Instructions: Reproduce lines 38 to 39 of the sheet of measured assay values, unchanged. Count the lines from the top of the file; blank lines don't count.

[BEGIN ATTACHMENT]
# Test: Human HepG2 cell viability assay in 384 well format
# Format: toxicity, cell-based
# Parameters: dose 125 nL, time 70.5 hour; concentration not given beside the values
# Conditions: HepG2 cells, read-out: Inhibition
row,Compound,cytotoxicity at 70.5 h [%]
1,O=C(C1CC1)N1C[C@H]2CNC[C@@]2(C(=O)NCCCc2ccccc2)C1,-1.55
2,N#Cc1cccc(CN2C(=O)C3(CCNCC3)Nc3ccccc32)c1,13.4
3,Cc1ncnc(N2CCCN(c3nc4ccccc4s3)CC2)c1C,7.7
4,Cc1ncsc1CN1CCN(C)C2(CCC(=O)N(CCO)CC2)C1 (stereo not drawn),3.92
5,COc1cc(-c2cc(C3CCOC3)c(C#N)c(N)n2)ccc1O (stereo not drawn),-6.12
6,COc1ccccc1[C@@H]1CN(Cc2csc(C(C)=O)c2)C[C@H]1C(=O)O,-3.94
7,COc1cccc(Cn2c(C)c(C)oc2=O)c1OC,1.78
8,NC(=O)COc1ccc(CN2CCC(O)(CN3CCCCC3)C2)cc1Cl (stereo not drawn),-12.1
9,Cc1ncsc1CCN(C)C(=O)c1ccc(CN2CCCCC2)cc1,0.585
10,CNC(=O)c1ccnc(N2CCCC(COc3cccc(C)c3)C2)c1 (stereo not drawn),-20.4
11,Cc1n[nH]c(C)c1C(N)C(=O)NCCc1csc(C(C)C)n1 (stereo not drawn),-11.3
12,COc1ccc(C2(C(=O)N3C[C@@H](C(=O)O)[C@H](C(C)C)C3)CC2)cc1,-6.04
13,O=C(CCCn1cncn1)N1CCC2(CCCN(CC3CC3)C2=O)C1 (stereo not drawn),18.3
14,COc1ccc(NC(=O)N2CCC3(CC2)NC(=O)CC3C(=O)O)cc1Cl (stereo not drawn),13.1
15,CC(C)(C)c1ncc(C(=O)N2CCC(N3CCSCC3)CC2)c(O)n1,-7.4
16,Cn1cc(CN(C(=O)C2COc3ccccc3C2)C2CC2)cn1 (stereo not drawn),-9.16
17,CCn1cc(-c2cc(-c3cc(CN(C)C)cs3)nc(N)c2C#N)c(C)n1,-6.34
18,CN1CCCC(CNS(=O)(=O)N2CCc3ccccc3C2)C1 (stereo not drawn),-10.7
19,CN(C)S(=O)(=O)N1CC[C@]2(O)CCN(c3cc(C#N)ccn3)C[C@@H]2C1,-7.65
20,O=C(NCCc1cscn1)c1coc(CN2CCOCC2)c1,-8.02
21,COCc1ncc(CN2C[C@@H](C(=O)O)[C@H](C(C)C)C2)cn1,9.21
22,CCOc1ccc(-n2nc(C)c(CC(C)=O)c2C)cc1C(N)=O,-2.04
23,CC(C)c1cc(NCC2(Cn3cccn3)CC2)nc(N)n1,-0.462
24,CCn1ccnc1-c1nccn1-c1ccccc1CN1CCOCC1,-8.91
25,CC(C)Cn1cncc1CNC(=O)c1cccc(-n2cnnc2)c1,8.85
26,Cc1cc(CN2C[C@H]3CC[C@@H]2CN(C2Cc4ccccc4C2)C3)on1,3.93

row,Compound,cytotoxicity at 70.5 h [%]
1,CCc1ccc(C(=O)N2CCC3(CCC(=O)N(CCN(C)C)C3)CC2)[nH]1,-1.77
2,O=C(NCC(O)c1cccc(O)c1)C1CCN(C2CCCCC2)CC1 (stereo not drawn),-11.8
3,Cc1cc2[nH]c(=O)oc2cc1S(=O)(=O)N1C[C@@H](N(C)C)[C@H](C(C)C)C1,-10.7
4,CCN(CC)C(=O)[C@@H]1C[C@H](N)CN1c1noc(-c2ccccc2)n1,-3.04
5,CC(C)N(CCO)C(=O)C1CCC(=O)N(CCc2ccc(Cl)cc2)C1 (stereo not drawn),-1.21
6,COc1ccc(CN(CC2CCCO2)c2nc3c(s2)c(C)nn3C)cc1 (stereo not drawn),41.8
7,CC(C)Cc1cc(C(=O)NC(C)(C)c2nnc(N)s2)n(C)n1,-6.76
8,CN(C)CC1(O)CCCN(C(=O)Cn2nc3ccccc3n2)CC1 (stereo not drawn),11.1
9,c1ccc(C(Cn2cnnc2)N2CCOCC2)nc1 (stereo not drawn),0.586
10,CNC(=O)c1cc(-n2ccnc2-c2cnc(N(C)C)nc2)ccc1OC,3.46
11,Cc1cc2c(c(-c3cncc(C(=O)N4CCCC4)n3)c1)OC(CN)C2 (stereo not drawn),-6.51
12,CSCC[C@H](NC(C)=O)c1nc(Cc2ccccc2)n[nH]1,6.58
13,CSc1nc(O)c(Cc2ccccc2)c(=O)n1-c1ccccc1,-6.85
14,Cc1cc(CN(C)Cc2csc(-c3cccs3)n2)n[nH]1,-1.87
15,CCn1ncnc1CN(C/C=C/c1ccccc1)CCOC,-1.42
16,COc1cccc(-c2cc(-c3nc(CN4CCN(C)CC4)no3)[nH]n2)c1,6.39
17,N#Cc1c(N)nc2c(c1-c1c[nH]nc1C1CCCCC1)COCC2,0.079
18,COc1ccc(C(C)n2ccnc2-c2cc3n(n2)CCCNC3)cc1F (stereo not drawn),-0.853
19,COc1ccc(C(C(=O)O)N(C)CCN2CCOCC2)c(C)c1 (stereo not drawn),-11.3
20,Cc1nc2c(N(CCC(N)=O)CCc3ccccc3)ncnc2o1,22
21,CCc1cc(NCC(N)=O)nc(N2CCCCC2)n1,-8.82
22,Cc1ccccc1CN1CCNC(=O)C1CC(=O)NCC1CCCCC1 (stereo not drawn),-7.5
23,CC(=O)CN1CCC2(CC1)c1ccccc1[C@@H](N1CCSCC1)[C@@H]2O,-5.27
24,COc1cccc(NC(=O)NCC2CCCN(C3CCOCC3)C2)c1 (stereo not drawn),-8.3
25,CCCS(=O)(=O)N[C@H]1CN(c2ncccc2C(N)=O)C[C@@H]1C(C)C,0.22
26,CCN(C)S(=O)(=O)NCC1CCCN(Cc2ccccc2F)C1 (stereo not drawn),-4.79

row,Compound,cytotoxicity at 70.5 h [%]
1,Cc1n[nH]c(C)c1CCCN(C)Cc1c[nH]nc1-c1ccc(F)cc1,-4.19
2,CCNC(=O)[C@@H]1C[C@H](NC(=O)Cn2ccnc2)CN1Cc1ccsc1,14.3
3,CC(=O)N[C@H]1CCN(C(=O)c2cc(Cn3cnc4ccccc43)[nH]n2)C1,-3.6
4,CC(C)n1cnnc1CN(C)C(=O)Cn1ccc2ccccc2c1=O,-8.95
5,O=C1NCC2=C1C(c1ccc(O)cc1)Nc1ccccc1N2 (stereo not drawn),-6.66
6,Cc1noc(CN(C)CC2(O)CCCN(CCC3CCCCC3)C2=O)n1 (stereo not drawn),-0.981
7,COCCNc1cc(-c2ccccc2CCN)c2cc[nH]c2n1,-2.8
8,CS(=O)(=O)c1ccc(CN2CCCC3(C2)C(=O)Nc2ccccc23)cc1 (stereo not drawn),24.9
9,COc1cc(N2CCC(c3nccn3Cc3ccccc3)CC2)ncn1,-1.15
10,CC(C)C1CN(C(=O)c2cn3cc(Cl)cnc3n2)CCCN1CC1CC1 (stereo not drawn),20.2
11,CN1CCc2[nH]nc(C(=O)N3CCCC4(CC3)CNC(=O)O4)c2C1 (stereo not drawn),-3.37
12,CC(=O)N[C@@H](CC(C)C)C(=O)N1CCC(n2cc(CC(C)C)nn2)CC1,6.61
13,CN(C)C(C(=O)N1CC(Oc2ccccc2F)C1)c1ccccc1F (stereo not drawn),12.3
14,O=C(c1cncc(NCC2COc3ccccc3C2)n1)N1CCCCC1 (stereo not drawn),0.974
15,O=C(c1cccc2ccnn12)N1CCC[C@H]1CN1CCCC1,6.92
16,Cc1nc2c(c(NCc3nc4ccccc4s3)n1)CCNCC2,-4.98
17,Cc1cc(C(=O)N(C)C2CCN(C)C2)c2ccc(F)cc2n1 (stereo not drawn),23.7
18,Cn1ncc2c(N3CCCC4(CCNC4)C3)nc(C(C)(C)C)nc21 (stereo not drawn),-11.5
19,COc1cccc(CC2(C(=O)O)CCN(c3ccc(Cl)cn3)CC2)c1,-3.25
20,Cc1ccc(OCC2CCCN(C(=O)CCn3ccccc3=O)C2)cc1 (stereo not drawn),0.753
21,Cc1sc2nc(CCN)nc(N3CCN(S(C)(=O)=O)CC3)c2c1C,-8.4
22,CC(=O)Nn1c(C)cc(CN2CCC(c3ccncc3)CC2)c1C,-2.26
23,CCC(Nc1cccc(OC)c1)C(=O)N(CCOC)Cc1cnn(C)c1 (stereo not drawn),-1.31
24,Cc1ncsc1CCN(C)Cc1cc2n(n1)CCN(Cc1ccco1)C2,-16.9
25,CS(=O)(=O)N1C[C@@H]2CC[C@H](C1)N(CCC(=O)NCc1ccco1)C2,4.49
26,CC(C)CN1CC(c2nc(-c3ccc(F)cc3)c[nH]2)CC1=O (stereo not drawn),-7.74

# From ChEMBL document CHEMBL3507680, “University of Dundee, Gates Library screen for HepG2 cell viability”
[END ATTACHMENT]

6,COc1ccc(CN(CC2CCCO2)c2nc3c(s2)c(C)nn3C)cc1 (stereo not drawn),41.8
7,CC(C)Cc1cc(C(=O)NC(C)(C)c2nnc(N)s2)n(C)n1,-6.76